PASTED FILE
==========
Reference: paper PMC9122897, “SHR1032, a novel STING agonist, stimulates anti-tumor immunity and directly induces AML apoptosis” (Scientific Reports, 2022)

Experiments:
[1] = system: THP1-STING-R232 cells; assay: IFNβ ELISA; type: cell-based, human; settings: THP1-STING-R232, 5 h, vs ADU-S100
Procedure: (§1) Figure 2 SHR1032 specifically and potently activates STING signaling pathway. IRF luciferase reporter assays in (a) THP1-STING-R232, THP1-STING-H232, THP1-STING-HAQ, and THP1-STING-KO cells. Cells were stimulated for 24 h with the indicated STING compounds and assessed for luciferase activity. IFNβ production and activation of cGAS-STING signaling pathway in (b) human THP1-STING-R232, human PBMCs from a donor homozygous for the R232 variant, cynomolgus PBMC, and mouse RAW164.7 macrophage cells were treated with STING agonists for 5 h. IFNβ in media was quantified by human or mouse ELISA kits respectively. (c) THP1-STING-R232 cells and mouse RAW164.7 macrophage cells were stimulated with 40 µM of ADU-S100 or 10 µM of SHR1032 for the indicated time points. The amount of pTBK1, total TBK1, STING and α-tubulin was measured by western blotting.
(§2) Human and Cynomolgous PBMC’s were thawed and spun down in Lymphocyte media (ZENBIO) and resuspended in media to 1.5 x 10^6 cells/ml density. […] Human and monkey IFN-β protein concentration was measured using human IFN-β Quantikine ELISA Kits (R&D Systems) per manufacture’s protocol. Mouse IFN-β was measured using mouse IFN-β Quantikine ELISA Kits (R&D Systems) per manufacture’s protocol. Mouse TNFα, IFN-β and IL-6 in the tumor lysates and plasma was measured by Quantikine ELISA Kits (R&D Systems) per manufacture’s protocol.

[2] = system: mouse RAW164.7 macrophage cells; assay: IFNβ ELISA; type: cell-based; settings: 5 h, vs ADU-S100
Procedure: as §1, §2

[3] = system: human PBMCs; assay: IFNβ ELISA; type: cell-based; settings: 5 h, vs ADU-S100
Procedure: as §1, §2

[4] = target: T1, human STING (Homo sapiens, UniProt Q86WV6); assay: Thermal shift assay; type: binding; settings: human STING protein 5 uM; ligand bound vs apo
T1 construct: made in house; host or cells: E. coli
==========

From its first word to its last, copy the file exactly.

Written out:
Reference: paper PMC9122897, “SHR1032, a novel STING agonist, stimulates anti-tumor immunity and directly induces AML apoptosis” (Scientific Reports, 2022)

Experiments:
[1] = system: THP1-STING-R232 cells; assay: IFNβ ELISA; type: cell-based, human; settings: THP1-STING-R232, 5 h, vs ADU-S100
Procedure: (§1) Figure 2 SHR1032 specifically and potently activates STING signaling pathway. IRF luciferase reporter assays in (a) THP1-STING-R232, THP1-STING-H232, THP1-STING-HAQ, and THP1-STING-KO cells. Cells were stimulated for 24 h with the indicated STING compounds and assessed for luciferase activity. IFNβ production and activation of cGAS-STING signaling pathway in (b) human THP1-STING-R232, human PBMCs from a donor homozygous for the R232 variant, cynomolgus PBMC, and mouse RAW164.7 macrophage cells were treated with STING agonists for 5 h. IFNβ in media was quantified by human or mouse ELISA kits respectively. (c) THP1-STING-R232 cells and mouse RAW164.7 macrophage cells were stimulated with 40 µM of ADU-S100 or 10 µM of SHR1032 for the indicated time points. The amount of pTBK1, total TBK1, STING and α-tubulin was measured by western blotting.
(§2) Human and Cynomolgous PBMC’s were thawed and spun down in Lymphocyte media (ZENBIO) and resuspended in media to 1.5 x 10^6 cells/ml density. […] Human and monkey IFN-β protein concentration was measured using human IFN-β Quantikine ELISA Kits (R&D Systems) per manufacture’s protocol. Mouse IFN-β was measured using mouse IFN-β Quantikine ELISA Kits (R&D Systems) per manufacture’s protocol. Mouse TNFα, IFN-β and IL-6 in the tumor lysates and plasma was measured by Quantikine ELISA Kits (R&D Systems) per manufacture’s protocol.

[2] = system: mouse RAW164.7 macrophage cells; assay: IFNβ ELISA; type: cell-based; settings: 5 h, vs ADU-S100
Procedure: as §1, §2

[3] = system: human PBMCs; assay: IFNβ ELISA; type: cell-based; settings: 5 h, vs ADU-S100
Procedure: as §1, §2

[4] = target: T1, human STING (Homo sapiens, UniProt Q86WV6); assay: Thermal shift assay; type: binding; settings: human STING protein 5 uM; ligand bound vs apo
T1 construct: made in house; host or cells: E. coli